Art & Sculpture

Venice Biennale’s Cloud Pergola, claims world’s largest 3D printed structure title

Commencing the 16th International Architecture Exhibition La Biennale di Venezia, in Venice, Italy, the Ministry of Culture of the Republic of Croatia introduced one of the world’s largest 3D printed structures, the Cloud Pergola.

The Croatian pavilion was inspired by the intricacies of cloud formations and created using robotic 3D printing technology from Ai Build, a London-based company developing AI and Robotic technologies for additive manufacturing.

With the theme of Freespace, The International Architecture Exhibition is curated by Irish architects, Yvonne Farrell and Shelley McNamara and will display architectural works from designers all around the world.

The Cloud Pergola installation represents Croatia’s take on the convergence of architecture, engineering, computational design and robotic fabrication.

3D printed structure, Cloud Pergola. Photo via FoAM.

The Cloud Pergola project

The Venice Biennale is a longstanding prestigious cultural institution that has expanded its repertoire by introducing festivals and exhibitions based on music, film, cinema, history, and architecture. Alisa Andrasek, Croatian architect, and Professor of Design Innovation Technology at Royal Melbourne Institute of Technology (RMIT) is exhibiting her design for the Cloud Pergola during the event.

Andrasek was the lead designer for the Cloud Pergola and is also the Director of two research-design laboratories, Biothing and Wonderlab. The design represents the unique dynamics between man-made structures and natural forces, “Cloud Pergola is coming out of a deep lineage of my research on high-resolution architecture, structures that are information-rich, co-designed with algorithms and AI, and built by robots.”

Resonating the complexity of cloud formations and weather events, this mathematized cloud reimagines curatorial call for the pergola, in itself an architectural filter that here becomes a form of synthetic weather itself,” Andrasek added.

Mathematized cloud patterns and weather events that inspired by the design of the Cloud Pergola. Image via Alisa Andrasek

Combining AI, robots and 3D printing for construction

Ai Build previously worked with luxury fashion brand, Bottletop, to create a unique 3D printed store interior and has now used its autonomous large-scale 3D Printing technology, which includes the high-end precision robotic end effector, to print the parts of the structure. The parts are made from 300 kilograms of 3D printed biodegradable plastic.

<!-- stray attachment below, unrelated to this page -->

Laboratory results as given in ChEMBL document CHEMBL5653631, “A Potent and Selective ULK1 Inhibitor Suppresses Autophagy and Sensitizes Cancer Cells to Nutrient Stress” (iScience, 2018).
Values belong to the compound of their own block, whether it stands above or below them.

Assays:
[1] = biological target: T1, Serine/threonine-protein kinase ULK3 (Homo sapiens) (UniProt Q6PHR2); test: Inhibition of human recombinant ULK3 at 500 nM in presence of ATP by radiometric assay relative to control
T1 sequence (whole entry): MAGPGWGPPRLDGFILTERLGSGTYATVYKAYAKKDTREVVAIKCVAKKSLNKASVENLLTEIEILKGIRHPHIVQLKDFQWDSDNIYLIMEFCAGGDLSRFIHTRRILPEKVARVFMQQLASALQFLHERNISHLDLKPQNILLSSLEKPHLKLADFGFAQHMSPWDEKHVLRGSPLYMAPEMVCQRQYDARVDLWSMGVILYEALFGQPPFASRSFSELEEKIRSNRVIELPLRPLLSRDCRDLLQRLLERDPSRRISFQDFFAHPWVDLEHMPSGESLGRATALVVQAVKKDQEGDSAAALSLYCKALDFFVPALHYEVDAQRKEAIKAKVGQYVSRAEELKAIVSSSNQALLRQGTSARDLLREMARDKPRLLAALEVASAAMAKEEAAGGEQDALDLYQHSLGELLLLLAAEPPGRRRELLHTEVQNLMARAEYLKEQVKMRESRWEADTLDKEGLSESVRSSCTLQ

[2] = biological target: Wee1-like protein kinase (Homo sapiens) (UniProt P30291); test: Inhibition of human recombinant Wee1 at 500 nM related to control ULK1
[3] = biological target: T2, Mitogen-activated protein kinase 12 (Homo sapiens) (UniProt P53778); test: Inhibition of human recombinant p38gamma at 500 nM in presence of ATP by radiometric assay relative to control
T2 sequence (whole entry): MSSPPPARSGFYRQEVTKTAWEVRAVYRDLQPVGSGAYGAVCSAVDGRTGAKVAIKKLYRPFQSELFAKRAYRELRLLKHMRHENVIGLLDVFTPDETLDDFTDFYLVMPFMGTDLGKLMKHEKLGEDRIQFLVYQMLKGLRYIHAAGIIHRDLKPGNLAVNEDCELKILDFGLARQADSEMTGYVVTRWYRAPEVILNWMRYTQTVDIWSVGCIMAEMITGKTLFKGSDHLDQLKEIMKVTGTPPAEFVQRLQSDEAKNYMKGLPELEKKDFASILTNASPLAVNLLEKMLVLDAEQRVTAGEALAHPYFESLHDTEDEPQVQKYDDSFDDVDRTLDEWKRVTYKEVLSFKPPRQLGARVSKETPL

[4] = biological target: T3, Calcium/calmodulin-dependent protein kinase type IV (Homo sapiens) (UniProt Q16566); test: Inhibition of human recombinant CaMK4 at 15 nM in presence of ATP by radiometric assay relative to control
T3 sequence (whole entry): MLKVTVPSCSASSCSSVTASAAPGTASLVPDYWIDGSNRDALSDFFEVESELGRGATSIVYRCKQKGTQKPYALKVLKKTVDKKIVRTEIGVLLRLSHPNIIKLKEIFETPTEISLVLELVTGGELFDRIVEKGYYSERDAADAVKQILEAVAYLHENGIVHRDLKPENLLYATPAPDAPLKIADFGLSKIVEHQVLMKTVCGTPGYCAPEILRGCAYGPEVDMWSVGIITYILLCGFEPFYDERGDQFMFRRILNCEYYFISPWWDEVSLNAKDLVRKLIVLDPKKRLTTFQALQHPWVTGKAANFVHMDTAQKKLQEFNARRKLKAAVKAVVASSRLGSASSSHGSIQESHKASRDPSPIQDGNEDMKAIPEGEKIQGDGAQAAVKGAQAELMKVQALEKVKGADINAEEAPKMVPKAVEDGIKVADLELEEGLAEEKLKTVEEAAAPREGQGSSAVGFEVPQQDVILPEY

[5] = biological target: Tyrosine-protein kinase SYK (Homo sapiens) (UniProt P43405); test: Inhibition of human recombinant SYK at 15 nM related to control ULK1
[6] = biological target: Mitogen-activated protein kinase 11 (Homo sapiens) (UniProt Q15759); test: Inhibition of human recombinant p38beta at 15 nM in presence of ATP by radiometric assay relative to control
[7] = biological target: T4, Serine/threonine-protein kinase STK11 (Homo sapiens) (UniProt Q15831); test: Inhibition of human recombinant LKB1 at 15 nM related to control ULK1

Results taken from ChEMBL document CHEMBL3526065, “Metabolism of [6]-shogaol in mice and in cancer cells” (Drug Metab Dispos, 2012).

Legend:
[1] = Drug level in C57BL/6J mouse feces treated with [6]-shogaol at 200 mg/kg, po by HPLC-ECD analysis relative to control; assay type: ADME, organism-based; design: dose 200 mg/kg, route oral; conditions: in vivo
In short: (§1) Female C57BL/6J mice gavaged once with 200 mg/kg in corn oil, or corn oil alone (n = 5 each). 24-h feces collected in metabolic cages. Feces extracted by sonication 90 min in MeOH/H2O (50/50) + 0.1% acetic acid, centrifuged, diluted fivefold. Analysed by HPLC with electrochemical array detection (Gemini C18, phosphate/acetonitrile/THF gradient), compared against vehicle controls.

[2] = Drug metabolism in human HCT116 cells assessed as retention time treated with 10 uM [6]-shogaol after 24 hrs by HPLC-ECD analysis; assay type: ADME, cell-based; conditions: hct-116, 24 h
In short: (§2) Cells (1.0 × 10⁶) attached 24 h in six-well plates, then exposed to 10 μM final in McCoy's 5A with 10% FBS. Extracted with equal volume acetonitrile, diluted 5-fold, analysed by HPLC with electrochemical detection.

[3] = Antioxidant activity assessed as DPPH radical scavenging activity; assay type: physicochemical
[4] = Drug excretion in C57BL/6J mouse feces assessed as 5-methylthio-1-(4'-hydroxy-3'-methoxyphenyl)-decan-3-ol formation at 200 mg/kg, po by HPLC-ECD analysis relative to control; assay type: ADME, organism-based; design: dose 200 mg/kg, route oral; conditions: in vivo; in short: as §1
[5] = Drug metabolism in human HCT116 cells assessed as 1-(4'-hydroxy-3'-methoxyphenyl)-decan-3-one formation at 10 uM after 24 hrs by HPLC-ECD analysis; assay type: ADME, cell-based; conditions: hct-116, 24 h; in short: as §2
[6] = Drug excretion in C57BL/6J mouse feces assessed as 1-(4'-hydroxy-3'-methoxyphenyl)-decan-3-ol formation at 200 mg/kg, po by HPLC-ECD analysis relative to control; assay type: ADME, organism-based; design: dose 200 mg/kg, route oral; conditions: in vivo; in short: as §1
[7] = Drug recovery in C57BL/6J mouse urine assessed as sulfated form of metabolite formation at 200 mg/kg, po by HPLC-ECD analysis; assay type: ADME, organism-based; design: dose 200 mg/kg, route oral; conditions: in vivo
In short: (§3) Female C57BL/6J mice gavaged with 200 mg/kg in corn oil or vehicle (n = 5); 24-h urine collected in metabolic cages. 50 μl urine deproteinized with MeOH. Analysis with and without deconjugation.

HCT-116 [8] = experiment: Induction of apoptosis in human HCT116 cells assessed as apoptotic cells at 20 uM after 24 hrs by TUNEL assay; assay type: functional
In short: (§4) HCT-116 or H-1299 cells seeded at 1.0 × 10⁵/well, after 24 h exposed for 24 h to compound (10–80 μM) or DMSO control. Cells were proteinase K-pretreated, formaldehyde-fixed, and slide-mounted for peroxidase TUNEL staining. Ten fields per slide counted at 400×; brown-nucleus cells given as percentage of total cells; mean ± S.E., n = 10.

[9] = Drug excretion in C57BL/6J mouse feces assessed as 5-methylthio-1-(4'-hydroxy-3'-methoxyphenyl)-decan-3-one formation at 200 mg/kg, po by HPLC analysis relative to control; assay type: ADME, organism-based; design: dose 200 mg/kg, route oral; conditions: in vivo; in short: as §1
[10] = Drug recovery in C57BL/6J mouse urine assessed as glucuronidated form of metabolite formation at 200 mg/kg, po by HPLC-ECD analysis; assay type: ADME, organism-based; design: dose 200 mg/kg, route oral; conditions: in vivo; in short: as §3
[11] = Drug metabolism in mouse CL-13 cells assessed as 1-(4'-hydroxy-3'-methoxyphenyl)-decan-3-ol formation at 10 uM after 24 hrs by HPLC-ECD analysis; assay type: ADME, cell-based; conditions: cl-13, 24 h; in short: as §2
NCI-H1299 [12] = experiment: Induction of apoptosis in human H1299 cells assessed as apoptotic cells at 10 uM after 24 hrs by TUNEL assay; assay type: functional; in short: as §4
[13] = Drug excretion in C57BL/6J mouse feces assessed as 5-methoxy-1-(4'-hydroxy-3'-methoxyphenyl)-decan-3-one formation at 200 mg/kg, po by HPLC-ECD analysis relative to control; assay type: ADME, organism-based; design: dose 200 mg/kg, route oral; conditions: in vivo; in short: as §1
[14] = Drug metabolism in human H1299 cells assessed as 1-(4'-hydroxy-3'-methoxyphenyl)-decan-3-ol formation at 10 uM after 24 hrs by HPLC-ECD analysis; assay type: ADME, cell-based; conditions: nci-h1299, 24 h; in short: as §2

Close-up of Cloud Pergola. Photo via FoAM.

Arup, a firm of designers, planners, consultants and technical specialists, also offered structural guidance throughout all phases of the design.

The parts were produced in London then shipped to Venice and assembled into the pavilion that covers an area of 57.6sqm and measures 3.3m in height. Cloud Pergola is now considered one of the world’s largest structures to be 3D printed entirely by robots.

An upward view of the Cloud Pergola. Photo via FoAM.

Another similar structure, the VULCAN pavilion in Beijing, was once considered the world’s largest 3D printed structure, measuring 8.08m in length and 2.88m in height.

“Traditionally architects used to design with the constraints of standard, labour intensive fabrication methods. Now we are giving designers the ability to produce almost anything with robots. This new paradigm in fabrication is opening up the possibility to produce very complex designs that are driven by data, performance and novel aesthetics,” said Daghan Cam, Co-Founder and CEO of Ai Build.

Cam added, “Cloud Pergola is the perfect example of a strong, lightweight structure with unseen aesthetic qualities made possible by like-minded designers, engineers, technology specialists.”

Progress through robotic 3D printing

Dutch 3D printing firm MX3D, previously used autonomous 3D printing technology with two multi-axis robotic arms to print a steel bridge across one of Amsterdam’s canals.

Italian engineer, Enrico Dini, also explored the capabilities of robotic 3D printing through his creation of the world’s first construction scale 3D printer. Using a modified robotic arm at a shoe factory to create his D-Shape printer, Dini sacrificed his house and job to pursue his invention.

The Cloud Pergola is curated by Croatian Architect, Bruno Juričić and will be on display as part of the 16th International Architecture Exhibition until 25th November at The Venice Biennale.

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Featured image shows 3D the printed structure, Cloud Pergola. Photo via FoAM.

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